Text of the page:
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Anthropology's Global HistoriesThe Ethnographic Frontier in German New Guinea, 1870-1935$
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Rainer F. Buschmann

Print publication date: 2008

Print ISBN-13: 9780824831844

Published to Hawaii Scholarship Online: November 2016

DOI: 10.21313/hawaii/9780824831844.001.0001

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Restructuring Ethnology and Imperialism

Restructuring Ethnology and Imperialism

Chapter:
(p.71) Chapter 4 Restructuring Ethnology and Imperialism
Source:
Anthropology's Global Histories
Author(s):

Rainer F. Buschmann

Publisher:
University of Hawai'i Press
DOI:10.21313/hawaii/9780824831844.003.0005

This chapter discusses how novel anthropological ideas were welcomed by a restructured German colonial administration. As German colonialism came under close scrutiny following massive indigenous uprisings in Africa, newly appointed colonial directors were drawn to solutions that were at least partially inspired by anthropology. In return, anthropologists exploited such colonial interest to prepare expeditions to German New Guinea. Facing an increasingly divided anthropological community, German colonial officials decided to intervene in the distribution of colonial artifacts. Solutions that included mounting all-German expeditions to New Guinea and “nationalizing” indigenous artifacts met with resistance from the anthropological community, and negotiations continued until the outbreak of the Great War.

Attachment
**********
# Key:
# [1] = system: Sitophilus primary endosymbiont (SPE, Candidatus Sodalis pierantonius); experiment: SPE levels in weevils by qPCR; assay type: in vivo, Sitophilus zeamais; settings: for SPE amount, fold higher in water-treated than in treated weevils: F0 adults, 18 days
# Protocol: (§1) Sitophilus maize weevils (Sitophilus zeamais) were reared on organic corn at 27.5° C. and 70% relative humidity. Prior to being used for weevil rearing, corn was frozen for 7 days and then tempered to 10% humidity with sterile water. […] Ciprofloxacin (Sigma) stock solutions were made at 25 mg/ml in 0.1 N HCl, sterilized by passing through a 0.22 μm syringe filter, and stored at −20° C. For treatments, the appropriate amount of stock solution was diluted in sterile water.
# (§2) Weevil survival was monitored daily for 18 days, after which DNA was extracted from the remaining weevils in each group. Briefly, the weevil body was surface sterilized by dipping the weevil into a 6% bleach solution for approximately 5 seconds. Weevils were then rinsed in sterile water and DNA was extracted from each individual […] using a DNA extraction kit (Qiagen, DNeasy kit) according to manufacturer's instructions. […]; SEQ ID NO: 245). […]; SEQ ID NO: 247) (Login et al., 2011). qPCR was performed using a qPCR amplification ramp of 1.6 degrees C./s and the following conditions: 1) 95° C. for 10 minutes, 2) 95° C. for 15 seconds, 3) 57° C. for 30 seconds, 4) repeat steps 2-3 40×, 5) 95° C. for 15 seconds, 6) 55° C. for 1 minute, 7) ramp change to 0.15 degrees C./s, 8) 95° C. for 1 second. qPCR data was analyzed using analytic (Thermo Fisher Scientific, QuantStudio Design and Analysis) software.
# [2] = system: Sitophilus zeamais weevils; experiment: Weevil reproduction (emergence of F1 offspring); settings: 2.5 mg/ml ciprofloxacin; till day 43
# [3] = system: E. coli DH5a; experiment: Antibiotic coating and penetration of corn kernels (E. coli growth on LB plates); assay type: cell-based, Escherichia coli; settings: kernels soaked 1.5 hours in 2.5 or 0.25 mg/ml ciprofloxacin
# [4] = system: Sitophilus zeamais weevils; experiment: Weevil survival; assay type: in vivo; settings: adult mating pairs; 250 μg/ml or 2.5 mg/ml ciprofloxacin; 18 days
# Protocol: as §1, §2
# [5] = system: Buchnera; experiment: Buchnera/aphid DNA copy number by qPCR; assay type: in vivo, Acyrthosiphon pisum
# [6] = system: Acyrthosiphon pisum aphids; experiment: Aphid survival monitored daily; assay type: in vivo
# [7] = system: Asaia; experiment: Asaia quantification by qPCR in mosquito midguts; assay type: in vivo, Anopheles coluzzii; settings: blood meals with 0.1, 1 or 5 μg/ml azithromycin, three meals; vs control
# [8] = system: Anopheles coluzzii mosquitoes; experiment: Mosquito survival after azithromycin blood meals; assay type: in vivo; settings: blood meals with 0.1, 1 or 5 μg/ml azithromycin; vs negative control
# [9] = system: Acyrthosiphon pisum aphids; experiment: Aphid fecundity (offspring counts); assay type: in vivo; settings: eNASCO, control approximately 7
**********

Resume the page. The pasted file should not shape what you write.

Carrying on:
Keywords:   colonial artifacts, Germany, German colonialism, anthropology, New Guinea

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